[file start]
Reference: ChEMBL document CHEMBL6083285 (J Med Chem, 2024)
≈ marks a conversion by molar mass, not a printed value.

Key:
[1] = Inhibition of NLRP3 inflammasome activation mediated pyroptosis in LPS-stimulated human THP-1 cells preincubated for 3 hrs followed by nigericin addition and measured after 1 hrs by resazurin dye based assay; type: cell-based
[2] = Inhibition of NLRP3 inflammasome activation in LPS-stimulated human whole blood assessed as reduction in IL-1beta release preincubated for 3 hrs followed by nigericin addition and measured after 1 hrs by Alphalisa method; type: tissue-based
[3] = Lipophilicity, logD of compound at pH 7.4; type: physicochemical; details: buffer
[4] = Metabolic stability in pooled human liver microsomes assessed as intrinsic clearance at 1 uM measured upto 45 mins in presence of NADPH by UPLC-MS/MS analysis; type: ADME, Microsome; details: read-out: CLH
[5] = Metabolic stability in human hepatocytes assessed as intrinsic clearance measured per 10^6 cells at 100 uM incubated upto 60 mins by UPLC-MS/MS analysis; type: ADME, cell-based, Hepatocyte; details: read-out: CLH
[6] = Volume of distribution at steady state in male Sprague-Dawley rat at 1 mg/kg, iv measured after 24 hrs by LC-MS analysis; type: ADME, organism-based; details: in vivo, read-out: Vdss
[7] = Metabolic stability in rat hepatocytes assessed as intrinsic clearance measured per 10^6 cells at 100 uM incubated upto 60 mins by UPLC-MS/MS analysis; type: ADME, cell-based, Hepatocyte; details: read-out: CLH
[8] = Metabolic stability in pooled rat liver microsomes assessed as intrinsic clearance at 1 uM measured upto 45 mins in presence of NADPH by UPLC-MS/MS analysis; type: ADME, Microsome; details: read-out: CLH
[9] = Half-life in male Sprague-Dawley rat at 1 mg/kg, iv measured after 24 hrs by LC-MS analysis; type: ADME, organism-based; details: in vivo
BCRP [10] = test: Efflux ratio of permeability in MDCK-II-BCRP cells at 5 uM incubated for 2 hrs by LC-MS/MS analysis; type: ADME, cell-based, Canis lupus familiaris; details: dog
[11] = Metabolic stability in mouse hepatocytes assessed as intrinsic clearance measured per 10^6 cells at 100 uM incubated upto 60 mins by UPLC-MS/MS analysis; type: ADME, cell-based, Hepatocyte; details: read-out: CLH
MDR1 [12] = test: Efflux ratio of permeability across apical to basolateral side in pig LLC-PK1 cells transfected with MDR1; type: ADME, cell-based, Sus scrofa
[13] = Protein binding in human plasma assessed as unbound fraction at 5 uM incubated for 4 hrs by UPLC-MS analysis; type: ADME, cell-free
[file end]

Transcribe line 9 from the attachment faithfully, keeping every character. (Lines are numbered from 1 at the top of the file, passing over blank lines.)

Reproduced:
[6] = Volume of distribution at steady state in male Sprague-Dawley rat at 1 mg/kg, iv measured after 24 hrs by LC-MS analysis; type: ADME, organism-based; details: in vivo, read-out: Vdss